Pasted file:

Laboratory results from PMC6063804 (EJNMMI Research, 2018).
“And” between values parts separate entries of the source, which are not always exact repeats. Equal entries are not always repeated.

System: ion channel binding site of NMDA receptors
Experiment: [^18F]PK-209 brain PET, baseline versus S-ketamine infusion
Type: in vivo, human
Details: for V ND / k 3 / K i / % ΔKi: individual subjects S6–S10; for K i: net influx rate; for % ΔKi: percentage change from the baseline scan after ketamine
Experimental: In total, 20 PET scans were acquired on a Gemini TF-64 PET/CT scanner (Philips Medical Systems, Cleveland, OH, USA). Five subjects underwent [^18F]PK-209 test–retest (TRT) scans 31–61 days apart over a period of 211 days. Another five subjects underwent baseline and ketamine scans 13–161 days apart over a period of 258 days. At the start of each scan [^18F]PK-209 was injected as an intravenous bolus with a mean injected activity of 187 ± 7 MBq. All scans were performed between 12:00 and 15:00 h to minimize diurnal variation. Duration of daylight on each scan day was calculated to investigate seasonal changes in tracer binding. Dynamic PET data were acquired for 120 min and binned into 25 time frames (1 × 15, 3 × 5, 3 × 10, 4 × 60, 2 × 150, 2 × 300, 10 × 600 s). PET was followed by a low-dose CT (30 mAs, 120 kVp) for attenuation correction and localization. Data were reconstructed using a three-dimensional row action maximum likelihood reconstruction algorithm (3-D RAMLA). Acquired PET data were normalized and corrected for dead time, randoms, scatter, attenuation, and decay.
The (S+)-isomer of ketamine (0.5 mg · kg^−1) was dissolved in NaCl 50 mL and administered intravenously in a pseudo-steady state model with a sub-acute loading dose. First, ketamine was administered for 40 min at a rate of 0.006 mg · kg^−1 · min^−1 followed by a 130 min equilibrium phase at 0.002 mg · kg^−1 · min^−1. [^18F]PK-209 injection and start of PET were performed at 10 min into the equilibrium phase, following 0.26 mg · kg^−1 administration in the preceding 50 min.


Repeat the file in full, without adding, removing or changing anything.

Laboratory results from PMC6063804 (EJNMMI Research, 2018).
“And” between values parts separate entries of the source, which are not always exact repeats. Equal entries are not always repeated.

System: ion channel binding site of NMDA receptors
Experiment: [^18F]PK-209 brain PET, baseline versus S-ketamine infusion
Type: in vivo, human
Details: for V ND / k 3 / K i / % ΔKi: individual subjects S6–S10; for K i: net influx rate; for % ΔKi: percentage change from the baseline scan after ketamine
Experimental: In total, 20 PET scans were acquired on a Gemini TF-64 PET/CT scanner (Philips Medical Systems, Cleveland, OH, USA). Five subjects underwent [^18F]PK-209 test–retest (TRT) scans 31–61 days apart over a period of 211 days. Another five subjects underwent baseline and ketamine scans 13–161 days apart over a period of 258 days. At the start of each scan [^18F]PK-209 was injected as an intravenous bolus with a mean injected activity of 187 ± 7 MBq. All scans were performed between 12:00 and 15:00 h to minimize diurnal variation. Duration of daylight on each scan day was calculated to investigate seasonal changes in tracer binding. Dynamic PET data were acquired for 120 min and binned into 25 time frames (1 × 15, 3 × 5, 3 × 10, 4 × 60, 2 × 150, 2 × 300, 10 × 600 s). PET was followed by a low-dose CT (30 mAs, 120 kVp) for attenuation correction and localization. Data were reconstructed using a three-dimensional row action maximum likelihood reconstruction algorithm (3-D RAMLA). Acquired PET data were normalized and corrected for dead time, randoms, scatter, attenuation, and decay.
The (S+)-isomer of ketamine (0.5 mg · kg^−1) was dissolved in NaCl 50 mL and administered intravenously in a pseudo-steady state model with a sub-acute loading dose. First, ketamine was administered for 40 min at a rate of 0.006 mg · kg^−1 · min^−1 followed by a 130 min equilibrium phase at 0.002 mg · kg^−1 · min^−1. [^18F]PK-209 injection and start of PET were performed at 10 min into the equilibrium phase, following 0.26 mg · kg^−1 administration in the preceding 50 min.